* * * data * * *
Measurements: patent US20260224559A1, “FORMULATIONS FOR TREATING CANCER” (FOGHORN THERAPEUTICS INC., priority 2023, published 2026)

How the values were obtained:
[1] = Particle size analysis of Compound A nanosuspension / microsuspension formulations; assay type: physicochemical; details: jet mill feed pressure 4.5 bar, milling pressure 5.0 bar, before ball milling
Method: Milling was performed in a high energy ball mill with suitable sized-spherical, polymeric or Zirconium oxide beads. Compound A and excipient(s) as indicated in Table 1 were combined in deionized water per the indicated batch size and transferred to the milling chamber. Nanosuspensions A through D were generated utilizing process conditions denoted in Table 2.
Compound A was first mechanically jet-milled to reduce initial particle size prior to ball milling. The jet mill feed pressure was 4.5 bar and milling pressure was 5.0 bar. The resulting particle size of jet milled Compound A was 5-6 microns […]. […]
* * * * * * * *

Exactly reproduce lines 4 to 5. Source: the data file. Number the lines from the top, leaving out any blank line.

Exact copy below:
Method: Milling was performed in a high energy ball mill with suitable sized-spherical, polymeric or Zirconium oxide beads. Compound A and excipient(s) as indicated in Table 1 were combined in deionized water per the indicated batch size and transferred to the milling chamber. Nanosuspensions A through D were generated utilizing process conditions denoted in Table 2.
Compound A was first mechanically jet-milled to reduce initial particle size prior to ball milling. The jet mill feed pressure was 4.5 bar and milling pressure was 5.0 bar. The resulting particle size of jet milled Compound A was 5-6 microns […]. […]